A Travellerspoint blog

Glasgow's other historic heart.

The area around Glasgow Cross.

While the area around Glasgow Cathedral is correctly thought of as the historic heart of Glasgow, a second historic centre also developed where High Street, Gallowgate, London Road, the Saltmarket and the Trongate intersect. This area is known as Glasgow Cross. It is the old market cross area of Glasgow.

Glasgow Cross.

Glasgow Cross.

Most old British towns have a market cross or in Scottish Mercat Cross which marks the site where markets can be held. It normally takes the form of a stone obelisk which might be a cross or might be topped by an animal. The one in Glasgow is topped with a unicorn's head. The Mercat Cross dates from 1929. Behind it stands the Mercat Building which dates from 1928.

Mercat Cross and the Mercat Building.

Mercat Cross and the Mercat Building.

One of the most noticeable landmarks of Glasgow Cross is the Tollbooth Steeple. The Tollbooth Steeple dates from 1627. Along with Glasgow's original Tolbooth it was used to house the Town Clerk’s office, the council chamber and the city jail. It was sold in 1814 and then became the premises of John A. Bowman who was an auctioneer and valuator. It was demolished in 1921, leaving only the steeple which is still there in the present day. The Tolbooth Steeple was once the site of public hangings.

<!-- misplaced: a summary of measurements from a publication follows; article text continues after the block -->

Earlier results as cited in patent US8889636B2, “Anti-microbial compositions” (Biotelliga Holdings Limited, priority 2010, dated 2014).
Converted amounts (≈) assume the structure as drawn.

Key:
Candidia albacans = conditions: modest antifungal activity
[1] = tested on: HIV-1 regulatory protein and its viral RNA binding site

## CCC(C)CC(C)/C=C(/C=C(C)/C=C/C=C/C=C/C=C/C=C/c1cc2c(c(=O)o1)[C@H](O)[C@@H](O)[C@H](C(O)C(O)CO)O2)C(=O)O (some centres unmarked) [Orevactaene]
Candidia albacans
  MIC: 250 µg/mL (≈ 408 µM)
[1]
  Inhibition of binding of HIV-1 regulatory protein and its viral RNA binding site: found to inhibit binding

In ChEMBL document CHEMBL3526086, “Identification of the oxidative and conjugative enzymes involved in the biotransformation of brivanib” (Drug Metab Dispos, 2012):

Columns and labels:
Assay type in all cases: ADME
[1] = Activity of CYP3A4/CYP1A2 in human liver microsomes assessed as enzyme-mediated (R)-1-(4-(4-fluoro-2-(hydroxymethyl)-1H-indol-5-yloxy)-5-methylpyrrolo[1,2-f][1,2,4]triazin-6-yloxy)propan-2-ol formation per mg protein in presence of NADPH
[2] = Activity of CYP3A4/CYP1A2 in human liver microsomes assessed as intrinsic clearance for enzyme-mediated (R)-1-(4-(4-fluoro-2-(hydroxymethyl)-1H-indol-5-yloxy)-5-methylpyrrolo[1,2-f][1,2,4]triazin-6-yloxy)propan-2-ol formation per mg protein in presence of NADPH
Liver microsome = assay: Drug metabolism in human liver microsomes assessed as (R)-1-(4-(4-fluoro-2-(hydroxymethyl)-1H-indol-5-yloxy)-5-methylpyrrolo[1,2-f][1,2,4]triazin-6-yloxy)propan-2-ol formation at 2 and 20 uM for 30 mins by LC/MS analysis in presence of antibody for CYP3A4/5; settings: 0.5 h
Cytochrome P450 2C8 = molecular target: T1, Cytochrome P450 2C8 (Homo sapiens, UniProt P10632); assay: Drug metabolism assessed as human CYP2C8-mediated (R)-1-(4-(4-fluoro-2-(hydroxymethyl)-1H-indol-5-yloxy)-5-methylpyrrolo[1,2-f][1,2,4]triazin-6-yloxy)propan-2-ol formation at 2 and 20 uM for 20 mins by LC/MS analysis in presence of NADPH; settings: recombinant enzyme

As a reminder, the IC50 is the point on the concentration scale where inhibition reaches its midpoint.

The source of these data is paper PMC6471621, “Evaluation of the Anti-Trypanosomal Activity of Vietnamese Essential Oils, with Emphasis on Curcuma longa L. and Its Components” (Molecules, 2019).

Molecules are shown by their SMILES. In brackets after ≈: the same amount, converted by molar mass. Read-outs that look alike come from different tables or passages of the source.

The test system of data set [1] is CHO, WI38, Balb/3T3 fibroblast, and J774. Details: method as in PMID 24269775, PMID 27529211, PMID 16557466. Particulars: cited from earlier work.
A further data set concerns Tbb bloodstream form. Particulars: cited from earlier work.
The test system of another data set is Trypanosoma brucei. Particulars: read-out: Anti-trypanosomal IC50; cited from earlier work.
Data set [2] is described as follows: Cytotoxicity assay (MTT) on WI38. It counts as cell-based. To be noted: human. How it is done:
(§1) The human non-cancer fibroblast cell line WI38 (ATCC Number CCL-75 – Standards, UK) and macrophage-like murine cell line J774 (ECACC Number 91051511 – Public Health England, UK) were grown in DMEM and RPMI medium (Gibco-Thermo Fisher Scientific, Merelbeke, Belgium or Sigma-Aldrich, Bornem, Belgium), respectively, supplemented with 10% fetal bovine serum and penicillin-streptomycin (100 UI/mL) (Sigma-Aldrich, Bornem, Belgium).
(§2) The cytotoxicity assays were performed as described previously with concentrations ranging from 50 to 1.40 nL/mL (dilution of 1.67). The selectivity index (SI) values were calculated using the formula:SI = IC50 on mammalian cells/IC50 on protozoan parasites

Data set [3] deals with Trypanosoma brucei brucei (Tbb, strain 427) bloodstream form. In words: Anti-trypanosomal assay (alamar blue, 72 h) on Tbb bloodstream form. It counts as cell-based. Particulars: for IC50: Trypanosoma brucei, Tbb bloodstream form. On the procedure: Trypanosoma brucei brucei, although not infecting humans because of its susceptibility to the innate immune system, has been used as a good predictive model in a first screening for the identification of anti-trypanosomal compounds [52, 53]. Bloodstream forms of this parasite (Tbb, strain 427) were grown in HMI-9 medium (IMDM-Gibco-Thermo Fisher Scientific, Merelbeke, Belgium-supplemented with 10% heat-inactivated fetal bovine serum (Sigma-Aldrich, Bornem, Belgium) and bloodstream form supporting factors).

The Tolbooth Steeple.

The Tolbooth Steeple.

One of the roads intersecting at Market Cross is the Trongate. The name Trongate comes from a sixteenth century weighbeam, where all goods
brought in from the Clyde were weighed and taxed. Tron is an old Scots word of Norman origin meaning weighing scales. The Tron Kirk with its distinctive steeple and clock, located at 63 Trongate, is this street's most famous landmark. It dates from 1793. Its steeple dates from 1631 and it is one of the oldest buildings in the Merchant City. The Tron Kirk was redeveloped in 1999 at a cost of five million pounds. Nowadays the main body of the old church is the new Tron Theatre.

The Tron Kirk.

The Tron Kirk.

Not too far from this bustling historic area, lies another much quieter historical place - Glasgow Green. Glasgow Green is the oldest park in the city of Glasgow. It is located on the north banks of the River Clyde in Glasgow's East End. Edwin Morgan wrote a famous poem about it. It starts like this:

'Clammy midnight, moonless mist.